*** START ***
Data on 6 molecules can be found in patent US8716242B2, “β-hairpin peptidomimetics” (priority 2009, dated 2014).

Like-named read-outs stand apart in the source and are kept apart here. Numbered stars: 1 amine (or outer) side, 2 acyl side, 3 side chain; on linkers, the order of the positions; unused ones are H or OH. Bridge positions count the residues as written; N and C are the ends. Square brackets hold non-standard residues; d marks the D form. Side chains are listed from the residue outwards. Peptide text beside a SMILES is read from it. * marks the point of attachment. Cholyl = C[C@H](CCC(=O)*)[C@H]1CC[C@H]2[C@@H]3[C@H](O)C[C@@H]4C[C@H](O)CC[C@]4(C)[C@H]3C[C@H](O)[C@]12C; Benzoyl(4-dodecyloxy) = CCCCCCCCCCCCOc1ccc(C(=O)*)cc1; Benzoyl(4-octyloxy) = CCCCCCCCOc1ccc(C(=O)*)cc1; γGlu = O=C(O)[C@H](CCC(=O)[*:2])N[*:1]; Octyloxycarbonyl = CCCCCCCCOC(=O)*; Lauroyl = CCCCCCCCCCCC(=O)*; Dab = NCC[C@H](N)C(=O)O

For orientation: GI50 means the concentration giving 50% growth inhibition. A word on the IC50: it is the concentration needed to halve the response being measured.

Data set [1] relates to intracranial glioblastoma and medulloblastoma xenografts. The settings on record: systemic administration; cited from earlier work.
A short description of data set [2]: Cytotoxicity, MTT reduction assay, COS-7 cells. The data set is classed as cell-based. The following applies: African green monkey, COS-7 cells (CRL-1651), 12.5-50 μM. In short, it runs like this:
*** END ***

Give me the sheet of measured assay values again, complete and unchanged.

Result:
Data on 6 molecules can be found in patent US8716242B2, “β-hairpin peptidomimetics” (priority 2009, dated 2014).

Like-named read-outs stand apart in the source and are kept apart here. Numbered stars: 1 amine (or outer) side, 2 acyl side, 3 side chain; on linkers, the order of the positions; unused ones are H or OH. Bridge positions count the residues as written; N and C are the ends. Square brackets hold non-standard residues; d marks the D form. Side chains are listed from the residue outwards. Peptide text beside a SMILES is read from it. * marks the point of attachment. Cholyl = C[C@H](CCC(=O)*)[C@H]1CC[C@H]2[C@@H]3[C@H](O)C[C@@H]4C[C@H](O)CC[C@]4(C)[C@H]3C[C@H](O)[C@]12C; Benzoyl(4-dodecyloxy) = CCCCCCCCCCCCOc1ccc(C(=O)*)cc1; Benzoyl(4-octyloxy) = CCCCCCCCOc1ccc(C(=O)*)cc1; γGlu = O=C(O)[C@H](CCC(=O)[*:2])N[*:1]; Octyloxycarbonyl = CCCCCCCCOC(=O)*; Lauroyl = CCCCCCCCCCCC(=O)*; Dab = NCC[C@H](N)C(=O)O

For orientation: GI50 means the concentration giving 50% growth inhibition. A word on the IC50: it is the concentration needed to halve the response being measured.

Data set [1] relates to intracranial glioblastoma and medulloblastoma xenografts. The settings on record: systemic administration; cited from earlier work.
A short description of data set [2]: Cytotoxicity, MTT reduction assay, COS-7 cells. The data set is classed as cell-based. The following applies: African green monkey, COS-7 cells (CRL-1651), 12.5-50 μM. In short, it runs like this: